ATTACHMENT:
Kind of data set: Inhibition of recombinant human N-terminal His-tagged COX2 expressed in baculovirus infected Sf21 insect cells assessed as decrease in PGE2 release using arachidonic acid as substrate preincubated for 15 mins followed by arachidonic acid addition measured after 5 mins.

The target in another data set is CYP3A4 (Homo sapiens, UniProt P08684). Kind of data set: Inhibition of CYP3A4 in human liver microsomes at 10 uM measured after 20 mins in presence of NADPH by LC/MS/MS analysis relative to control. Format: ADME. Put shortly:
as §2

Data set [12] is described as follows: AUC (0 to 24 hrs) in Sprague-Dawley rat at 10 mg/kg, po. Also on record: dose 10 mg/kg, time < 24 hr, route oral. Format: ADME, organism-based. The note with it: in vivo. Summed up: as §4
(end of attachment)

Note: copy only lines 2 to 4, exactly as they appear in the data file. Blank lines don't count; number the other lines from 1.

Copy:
The target in another data set is CYP3A4 (Homo sapiens, UniProt P08684). Kind of data set: Inhibition of CYP3A4 in human liver microsomes at 10 uM measured after 20 mins in presence of NADPH by LC/MS/MS analysis relative to control. Format: ADME. Put shortly:
as §2

Data set [12] is described as follows: AUC (0 to 24 hrs) in Sprague-Dawley rat at 10 mg/kg, po. Also on record: dose 10 mg/kg, time < 24 hr, route oral. Format: ADME, organism-based. The note with it: in vivo. Summed up: as §4